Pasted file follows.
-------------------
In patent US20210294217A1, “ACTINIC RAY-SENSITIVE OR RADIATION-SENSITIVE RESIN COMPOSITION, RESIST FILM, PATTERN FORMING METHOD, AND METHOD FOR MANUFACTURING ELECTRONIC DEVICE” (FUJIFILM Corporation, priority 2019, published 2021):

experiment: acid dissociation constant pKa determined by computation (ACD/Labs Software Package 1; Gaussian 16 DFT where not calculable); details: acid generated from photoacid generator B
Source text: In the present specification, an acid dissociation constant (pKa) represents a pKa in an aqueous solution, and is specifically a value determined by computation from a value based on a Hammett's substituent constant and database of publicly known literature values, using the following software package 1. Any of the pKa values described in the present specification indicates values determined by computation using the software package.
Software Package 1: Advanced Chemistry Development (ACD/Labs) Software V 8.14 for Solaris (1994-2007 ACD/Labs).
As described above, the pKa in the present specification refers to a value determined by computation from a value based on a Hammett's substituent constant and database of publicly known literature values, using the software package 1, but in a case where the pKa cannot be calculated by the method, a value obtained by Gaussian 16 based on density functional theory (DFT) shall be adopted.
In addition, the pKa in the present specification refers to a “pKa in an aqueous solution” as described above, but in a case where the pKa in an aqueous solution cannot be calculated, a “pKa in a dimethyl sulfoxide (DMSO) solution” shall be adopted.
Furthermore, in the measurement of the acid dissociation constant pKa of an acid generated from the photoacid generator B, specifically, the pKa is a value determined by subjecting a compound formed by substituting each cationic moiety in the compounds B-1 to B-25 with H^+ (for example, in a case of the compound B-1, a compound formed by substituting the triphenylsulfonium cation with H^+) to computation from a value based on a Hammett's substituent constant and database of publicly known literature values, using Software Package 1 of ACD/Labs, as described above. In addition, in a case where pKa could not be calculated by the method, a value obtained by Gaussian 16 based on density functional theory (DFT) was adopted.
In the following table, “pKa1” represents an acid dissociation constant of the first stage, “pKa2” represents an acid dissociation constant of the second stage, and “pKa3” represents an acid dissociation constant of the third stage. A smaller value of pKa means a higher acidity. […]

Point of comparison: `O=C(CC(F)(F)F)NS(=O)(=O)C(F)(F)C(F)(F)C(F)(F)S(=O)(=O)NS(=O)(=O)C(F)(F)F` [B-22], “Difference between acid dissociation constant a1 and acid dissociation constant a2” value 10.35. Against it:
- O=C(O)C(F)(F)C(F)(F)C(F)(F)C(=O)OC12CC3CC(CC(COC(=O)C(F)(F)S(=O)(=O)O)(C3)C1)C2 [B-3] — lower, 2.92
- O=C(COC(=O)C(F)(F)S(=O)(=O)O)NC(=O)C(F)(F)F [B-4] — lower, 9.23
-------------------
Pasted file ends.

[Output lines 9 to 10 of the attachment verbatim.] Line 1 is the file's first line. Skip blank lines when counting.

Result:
Point of comparison: `O=C(CC(F)(F)F)NS(=O)(=O)C(F)(F)C(F)(F)C(F)(F)S(=O)(=O)NS(=O)(=O)C(F)(F)F` [B-22], “Difference between acid dissociation constant a1 and acid dissociation constant a2” value 10.35. Against it:
- O=C(O)C(F)(F)C(F)(F)C(F)(F)C(=O)OC12CC3CC(CC(COC(=O)C(F)(F)S(=O)(=O)O)(C3)C1)C2 [B-3] — lower, 2.92